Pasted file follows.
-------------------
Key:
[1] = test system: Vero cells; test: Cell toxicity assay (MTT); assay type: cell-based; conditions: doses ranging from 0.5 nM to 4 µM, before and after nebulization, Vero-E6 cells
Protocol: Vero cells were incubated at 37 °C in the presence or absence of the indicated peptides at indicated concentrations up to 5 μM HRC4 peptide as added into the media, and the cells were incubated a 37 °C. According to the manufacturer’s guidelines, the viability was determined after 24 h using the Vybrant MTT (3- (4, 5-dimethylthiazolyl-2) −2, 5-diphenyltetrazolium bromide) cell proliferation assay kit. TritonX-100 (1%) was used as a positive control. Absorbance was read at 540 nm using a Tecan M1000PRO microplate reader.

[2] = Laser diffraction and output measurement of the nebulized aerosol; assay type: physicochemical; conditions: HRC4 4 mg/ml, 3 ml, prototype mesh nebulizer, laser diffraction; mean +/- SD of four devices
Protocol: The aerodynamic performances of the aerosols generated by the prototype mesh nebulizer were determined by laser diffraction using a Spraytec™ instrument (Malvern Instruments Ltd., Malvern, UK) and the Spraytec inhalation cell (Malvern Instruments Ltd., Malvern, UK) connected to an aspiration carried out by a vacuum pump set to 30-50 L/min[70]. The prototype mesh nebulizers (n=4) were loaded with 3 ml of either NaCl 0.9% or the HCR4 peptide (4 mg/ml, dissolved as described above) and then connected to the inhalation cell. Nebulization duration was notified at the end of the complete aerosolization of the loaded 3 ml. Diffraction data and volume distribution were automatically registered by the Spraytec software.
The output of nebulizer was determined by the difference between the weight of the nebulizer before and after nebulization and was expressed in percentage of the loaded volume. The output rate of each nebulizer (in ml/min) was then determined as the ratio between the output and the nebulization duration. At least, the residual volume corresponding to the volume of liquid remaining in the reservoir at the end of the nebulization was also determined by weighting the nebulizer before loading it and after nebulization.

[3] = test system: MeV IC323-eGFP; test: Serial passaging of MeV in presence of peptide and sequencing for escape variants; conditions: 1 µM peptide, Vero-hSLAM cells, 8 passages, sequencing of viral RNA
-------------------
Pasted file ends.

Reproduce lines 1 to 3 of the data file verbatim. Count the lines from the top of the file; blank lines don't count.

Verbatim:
Key:
[1] = test system: Vero cells; test: Cell toxicity assay (MTT); assay type: cell-based; conditions: doses ranging from 0.5 nM to 4 µM, before and after nebulization, Vero-E6 cells
Protocol: Vero cells were incubated at 37 °C in the presence or absence of the indicated peptides at indicated concentrations up to 5 μM HRC4 peptide as added into the media, and the cells were incubated a 37 °C. According to the manufacturer’s guidelines, the viability was determined after 24 h using the Vybrant MTT (3- (4, 5-dimethylthiazolyl-2) −2, 5-diphenyltetrazolium bromide) cell proliferation assay kit. TritonX-100 (1%) was used as a positive control. Absorbance was read at 540 nm using a Tecan M1000PRO microplate reader.